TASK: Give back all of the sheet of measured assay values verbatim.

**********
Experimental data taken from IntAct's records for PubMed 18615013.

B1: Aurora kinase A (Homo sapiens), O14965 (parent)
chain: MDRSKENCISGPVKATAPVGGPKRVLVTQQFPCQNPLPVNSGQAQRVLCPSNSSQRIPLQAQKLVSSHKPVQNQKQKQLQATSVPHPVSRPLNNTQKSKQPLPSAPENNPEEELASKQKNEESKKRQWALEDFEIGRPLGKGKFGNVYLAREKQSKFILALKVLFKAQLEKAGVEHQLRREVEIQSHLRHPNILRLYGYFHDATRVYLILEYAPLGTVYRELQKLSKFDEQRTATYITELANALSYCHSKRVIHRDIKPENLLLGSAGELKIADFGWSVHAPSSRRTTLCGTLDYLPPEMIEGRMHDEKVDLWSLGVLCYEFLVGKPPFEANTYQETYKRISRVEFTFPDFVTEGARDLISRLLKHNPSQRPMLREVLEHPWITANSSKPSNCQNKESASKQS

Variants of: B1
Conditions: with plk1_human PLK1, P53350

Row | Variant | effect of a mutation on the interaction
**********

Experimental data taken from IntAct's records for PubMed 18615013.

B1: Aurora kinase A (Homo sapiens), O14965 (parent)
chain: MDRSKENCISGPVKATAPVGGPKRVLVTQQFPCQNPLPVNSGQAQRVLCPSNSSQRIPLQAQKLVSSHKPVQNQKQKQLQATSVPHPVSRPLNNTQKSKQPLPSAPENNPEEELASKQKNEESKKRQWALEDFEIGRPLGKGKFGNVYLAREKQSKFILALKVLFKAQLEKAGVEHQLRREVEIQSHLRHPNILRLYGYFHDATRVYLILEYAPLGTVYRELQKLSKFDEQRTATYITELANALSYCHSKRVIHRDIKPENLLLGSAGELKIADFGWSVHAPSSRRTTLCGTLDYLPPEMIEGRMHDEKVDLWSLGVLCYEFLVGKPPFEANTYQETYKRISRVEFTFPDFVTEGARDLISRLLKHNPSQRPMLREVLEHPWITANSSKPSNCQNKESASKQS

Variants of: B1
Conditions: with plk1_human PLK1, P53350

Row | Variant | effect of a mutation on the interaction